Email is one of the bigger mysteries of business. It’s one of the main means of communication for companies – every company has email. For sales reps, it is a key channel to get first appointments and share documentation or contracts. For many, email is essential to succeed. Yet managers typically have no clue what is going on in the inbox of their employees.
This article will shed some light on what goes on in a sales reps’ inbox. We have analyzed over 2 million emails from roughly 500 participating sales reps. The sales reps who participated are users of the Thrive for Email integration for Salesforce and mostly work in a business to business context. More info on how the research was conducted can be found at the end of this article.
Read on to find out what is actually happening in the sacred inbox of your employees.
Cutting through the Noise – Quick Stats:
On average, 146 emails go through the email account of a sales rep on any workday. (This includes incoming as well as outgoing emails).
38% of these emails are incoming promotional emails or other announcements not related to customers (after any kind of spam filter).
That leaves around 90 emails per day where there is active engagement.
Of these emails, 35% are internal emails with colleagues. That means one-third of the time spent on email is dedicated to internal discussions.
In the internal conversations, the number of emails sent and received are in the same range, meaning that the sales rep is actively engaged in the conversation.
Based on the above we can conclude that 60% of all emails that go through the inbox are definitely not with customers. But which part is with customers?
Our data showed that out of the 90 emails per day where a sales rep actively engages, only 18% could be related to a lead or a contact in the CRM.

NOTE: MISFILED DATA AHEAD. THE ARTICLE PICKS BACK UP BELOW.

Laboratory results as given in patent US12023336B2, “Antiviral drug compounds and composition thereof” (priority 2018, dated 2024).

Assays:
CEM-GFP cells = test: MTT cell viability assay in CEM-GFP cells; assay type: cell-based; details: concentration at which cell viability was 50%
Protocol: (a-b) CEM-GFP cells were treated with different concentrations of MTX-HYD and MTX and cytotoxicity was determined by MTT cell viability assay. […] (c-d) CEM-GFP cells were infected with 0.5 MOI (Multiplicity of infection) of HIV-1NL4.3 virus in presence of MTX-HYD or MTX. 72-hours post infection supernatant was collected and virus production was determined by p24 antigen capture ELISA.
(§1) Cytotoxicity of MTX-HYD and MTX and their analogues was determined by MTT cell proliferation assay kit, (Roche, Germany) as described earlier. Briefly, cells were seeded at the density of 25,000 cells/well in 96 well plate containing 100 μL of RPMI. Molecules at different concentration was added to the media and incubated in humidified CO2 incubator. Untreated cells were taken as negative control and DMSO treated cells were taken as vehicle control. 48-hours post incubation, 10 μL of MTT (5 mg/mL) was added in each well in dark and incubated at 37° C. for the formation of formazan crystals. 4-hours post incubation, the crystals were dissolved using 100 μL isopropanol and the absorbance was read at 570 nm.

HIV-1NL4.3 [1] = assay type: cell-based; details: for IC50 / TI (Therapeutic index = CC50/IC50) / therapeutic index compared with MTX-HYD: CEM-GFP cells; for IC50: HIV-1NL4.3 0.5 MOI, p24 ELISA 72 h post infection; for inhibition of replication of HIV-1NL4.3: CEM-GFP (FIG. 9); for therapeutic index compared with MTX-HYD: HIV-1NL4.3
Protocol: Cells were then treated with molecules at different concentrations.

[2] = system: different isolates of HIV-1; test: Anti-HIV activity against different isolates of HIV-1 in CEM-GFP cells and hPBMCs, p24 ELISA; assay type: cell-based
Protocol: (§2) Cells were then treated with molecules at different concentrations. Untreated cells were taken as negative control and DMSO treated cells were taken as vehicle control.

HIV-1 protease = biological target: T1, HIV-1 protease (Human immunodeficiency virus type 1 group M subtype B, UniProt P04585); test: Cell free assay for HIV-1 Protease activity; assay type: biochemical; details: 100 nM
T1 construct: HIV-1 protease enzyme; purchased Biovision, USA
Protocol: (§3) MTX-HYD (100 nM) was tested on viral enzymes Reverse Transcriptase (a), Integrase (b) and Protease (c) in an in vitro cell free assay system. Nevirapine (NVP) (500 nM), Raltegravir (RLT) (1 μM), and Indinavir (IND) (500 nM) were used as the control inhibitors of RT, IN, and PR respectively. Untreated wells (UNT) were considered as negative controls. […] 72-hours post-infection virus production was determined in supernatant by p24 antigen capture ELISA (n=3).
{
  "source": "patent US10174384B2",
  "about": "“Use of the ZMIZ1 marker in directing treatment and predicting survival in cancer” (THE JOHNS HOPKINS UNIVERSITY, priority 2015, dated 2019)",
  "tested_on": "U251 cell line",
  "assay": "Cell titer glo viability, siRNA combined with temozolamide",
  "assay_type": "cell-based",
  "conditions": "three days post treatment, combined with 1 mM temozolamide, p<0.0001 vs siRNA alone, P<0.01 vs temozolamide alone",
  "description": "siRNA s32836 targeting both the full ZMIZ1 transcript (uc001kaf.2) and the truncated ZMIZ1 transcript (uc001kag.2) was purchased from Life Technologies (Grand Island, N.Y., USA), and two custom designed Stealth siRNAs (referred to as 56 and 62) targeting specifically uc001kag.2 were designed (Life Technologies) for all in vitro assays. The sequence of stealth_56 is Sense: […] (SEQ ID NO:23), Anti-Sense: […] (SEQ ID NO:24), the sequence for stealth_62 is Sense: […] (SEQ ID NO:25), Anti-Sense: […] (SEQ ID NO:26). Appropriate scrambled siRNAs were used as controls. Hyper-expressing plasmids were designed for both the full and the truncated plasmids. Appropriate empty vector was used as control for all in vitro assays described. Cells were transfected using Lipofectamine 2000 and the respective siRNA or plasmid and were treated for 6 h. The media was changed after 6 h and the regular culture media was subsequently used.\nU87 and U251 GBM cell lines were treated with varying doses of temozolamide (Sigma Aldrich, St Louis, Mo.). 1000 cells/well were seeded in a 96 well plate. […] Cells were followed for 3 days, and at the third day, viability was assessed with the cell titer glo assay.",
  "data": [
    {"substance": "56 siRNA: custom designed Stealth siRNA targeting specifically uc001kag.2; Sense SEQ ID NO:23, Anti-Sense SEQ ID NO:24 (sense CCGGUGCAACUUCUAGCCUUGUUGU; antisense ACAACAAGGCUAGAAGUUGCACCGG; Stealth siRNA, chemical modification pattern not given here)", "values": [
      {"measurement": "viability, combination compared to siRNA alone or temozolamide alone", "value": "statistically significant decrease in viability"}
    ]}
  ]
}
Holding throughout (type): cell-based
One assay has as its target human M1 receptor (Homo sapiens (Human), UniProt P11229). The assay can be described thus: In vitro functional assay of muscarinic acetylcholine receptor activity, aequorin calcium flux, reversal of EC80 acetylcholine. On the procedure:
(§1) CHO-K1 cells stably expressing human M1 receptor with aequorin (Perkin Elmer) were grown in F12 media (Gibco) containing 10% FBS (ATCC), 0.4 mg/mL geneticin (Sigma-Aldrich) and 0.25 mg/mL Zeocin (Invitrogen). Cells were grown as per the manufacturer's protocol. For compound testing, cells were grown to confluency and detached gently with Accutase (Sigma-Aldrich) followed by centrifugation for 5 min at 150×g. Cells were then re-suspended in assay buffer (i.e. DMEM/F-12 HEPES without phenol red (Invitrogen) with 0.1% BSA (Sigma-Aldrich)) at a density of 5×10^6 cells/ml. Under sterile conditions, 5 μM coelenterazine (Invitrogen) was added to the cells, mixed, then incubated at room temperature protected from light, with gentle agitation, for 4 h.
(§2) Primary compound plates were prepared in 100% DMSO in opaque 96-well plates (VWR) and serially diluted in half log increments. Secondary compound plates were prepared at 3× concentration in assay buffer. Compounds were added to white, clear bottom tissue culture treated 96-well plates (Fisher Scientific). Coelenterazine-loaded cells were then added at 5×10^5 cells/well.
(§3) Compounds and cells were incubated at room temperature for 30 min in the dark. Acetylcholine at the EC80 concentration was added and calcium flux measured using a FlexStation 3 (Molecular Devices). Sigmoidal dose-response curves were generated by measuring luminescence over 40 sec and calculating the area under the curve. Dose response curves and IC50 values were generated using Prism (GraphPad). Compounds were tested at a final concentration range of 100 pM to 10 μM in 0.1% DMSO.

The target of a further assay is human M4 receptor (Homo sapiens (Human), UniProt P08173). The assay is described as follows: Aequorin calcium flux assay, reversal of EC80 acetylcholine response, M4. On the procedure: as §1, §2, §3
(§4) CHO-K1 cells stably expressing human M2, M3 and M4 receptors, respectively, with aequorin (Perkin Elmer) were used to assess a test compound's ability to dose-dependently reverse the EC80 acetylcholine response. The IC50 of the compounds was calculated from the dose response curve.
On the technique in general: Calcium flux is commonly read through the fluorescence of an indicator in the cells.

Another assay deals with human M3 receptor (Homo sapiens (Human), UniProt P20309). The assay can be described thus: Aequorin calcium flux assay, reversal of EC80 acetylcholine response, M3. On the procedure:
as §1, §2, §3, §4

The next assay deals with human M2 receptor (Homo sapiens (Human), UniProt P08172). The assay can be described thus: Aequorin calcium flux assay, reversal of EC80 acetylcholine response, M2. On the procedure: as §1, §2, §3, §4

Combined with the internal emails, that accounts for 53% of the active communication.
This raised the question – what is the other half (or 47%) of the active communication about?
Naturally not every person a sales rep speaks to is a customer. But this is half of the active communication which cannot be related to a (potential) customer, across hundreds of sales reps.
Closer analysis showed that many of these conversations are actually with leads where the opportunity has not been identified yet. If an opportunity arises at a later stage, a contact usually gets added to the CRM. Until this happens though, the lead will not show up in any of the reports.
In addition, for all leads where no progress is made, future efforts rely solely on the sales rep, since no details have been entered into the CRM. Knowing that usually more than one encounter is required to come to a successful sale, this causes major leakage in your pipeline.
The challenge is therefore how to make sure that all leads are captured in your CRM. Companies are recommended to think of ways to solve this problem, like e.g. using the CRM integration of your lead provider or getting a third-party solution to handle this for you.
Lessons Learned from 2 Million Emails
Lesson 1: The volume of emails that go through a sales reps’ inbox on a daily basis is high, and spam filters don’t necessarily help in filtering out what’s important.
Lesson 2: Too much time is spent on internal communication. It’s not just the fact that one-third of all emails are internal. Switching conversation and waiting for an answer from a colleague also heavily impacts your productivity.
Lesson 3: Half of a sales reps’ communication cannot be attributed to business activities, because contacts are not in the CRM. This creates a major blind spot for management.
This is just the tip of the iceberg on what we can say about sales interactions through email. Let us know below what questions you would like to have answered, and we’ll try to include it next time.
How this Analysis was Conducted
To come to these findings, 500 sales reps made their data available.
The sales reps are from SMBs up to 300 employees, and the dataset consisted of roughly 2 million emails.
For the analysis, the technology of Thrive for Email was used, which automatically categorizes contacts into colleagues and customers based on the information in the email. To get more insight into the part of the data set which could not be attributed, 50 sales reps received questions for clarification per email.
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